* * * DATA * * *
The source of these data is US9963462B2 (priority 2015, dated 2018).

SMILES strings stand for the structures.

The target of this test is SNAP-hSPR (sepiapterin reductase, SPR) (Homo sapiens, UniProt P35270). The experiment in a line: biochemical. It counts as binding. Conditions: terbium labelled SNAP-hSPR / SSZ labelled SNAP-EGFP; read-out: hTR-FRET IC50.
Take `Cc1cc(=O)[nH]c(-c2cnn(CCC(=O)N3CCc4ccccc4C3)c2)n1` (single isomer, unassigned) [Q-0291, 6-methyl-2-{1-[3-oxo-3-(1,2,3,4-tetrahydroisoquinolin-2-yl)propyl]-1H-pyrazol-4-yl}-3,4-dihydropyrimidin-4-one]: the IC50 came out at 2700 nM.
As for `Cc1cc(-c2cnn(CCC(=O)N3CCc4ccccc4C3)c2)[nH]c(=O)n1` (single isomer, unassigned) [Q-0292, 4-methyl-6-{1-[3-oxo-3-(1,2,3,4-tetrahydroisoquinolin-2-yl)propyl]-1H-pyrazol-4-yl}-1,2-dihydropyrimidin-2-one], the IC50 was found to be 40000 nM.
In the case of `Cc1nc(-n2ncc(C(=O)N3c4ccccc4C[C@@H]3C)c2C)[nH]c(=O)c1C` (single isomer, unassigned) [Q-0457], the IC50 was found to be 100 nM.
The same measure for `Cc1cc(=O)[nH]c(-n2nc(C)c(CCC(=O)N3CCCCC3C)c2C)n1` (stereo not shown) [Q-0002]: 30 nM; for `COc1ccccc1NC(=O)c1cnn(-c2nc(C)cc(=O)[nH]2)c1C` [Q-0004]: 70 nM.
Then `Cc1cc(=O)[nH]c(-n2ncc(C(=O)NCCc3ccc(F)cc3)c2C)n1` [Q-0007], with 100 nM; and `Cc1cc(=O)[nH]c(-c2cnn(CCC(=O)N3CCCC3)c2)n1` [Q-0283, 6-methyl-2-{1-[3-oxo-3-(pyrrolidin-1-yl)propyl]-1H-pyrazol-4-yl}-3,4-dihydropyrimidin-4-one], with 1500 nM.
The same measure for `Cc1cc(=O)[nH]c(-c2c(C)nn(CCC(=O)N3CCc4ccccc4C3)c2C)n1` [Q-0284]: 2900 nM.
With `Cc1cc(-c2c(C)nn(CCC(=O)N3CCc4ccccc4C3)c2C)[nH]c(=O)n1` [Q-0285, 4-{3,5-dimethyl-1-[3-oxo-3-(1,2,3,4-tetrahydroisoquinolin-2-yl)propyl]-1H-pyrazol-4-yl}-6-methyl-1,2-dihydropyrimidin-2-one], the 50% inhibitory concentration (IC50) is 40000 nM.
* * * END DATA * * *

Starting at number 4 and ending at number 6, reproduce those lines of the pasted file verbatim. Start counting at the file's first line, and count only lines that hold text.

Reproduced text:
Take `Cc1cc(=O)[nH]c(-c2cnn(CCC(=O)N3CCc4ccccc4C3)c2)n1` (single isomer, unassigned) [Q-0291, 6-methyl-2-{1-[3-oxo-3-(1,2,3,4-tetrahydroisoquinolin-2-yl)propyl]-1H-pyrazol-4-yl}-3,4-dihydropyrimidin-4-one]: the IC50 came out at 2700 nM.
As for `Cc1cc(-c2cnn(CCC(=O)N3CCc4ccccc4C3)c2)[nH]c(=O)n1` (single isomer, unassigned) [Q-0292, 4-methyl-6-{1-[3-oxo-3-(1,2,3,4-tetrahydroisoquinolin-2-yl)propyl]-1H-pyrazol-4-yl}-1,2-dihydropyrimidin-2-one], the IC50 was found to be 40000 nM.
In the case of `Cc1nc(-n2ncc(C(=O)N3c4ccccc4C[C@@H]3C)c2C)[nH]c(=O)c1C` (single isomer, unassigned) [Q-0457], the IC50 was found to be 100 nM.